The blog entry focused on a particular aspect of the cancer experience explored in the book (and in a recent post on Rosenthal's own blog): what to say to someone who has cancer, & (especially) what not to say. In particular, the article focused on the tendency for well-meaning family & friends to tell the cancer patient about how "strong" & "brave" they are. Writes Rosenthal:
"I think it is great to honor cancer patients and recognize the challenges we face. But don’t call me strong when I have no other choice. It discounts the many nights that I sobbed alone into my pillow and felt cowardice in every inch of my body."
I don't want to discount the very real & awful & unique challenges faced by cancer patients. But I honestly think you could go through the article & substitute "infertility" or "pregnancy loss" for "cancer," and the words would be just as true -- so much of what I read sounded soooooo familiar...!!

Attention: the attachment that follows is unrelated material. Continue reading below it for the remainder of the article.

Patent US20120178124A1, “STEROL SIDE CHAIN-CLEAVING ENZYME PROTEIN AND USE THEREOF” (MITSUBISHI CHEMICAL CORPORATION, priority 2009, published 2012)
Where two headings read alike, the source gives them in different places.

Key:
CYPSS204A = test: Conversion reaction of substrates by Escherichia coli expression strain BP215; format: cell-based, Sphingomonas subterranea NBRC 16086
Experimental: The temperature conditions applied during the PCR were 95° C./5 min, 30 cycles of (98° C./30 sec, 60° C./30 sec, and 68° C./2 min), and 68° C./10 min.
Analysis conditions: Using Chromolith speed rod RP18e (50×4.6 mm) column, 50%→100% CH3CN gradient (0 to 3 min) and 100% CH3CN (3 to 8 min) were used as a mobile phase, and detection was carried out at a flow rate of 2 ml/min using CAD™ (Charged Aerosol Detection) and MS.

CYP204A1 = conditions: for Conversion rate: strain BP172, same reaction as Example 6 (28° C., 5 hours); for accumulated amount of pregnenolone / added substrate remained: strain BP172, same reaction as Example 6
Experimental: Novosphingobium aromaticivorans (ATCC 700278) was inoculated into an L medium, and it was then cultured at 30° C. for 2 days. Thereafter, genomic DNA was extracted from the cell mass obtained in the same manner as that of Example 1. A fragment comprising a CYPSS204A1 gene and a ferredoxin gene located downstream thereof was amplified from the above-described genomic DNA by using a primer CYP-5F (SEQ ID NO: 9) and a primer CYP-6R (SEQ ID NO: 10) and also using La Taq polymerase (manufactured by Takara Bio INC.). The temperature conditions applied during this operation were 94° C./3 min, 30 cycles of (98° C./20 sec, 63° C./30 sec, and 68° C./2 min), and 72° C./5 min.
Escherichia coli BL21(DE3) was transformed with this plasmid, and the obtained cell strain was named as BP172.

I know that personally, whenever anyone told me how "strong" I was, I would find myself muttering, "I don't FEEL very strong." Or when people would say, "I just can't imagine..." I would think, "You don't WANT to imagine." I realize people mean well, but, uttering such trite cliches tends to discount & gloss over the way that those of us facing difficult situations REALLY feel.
Read the piece here -- and read the comments, too! -- and tell me what you think! (The first comment is a tad snarky, but the vast majority that I read agree with the author.)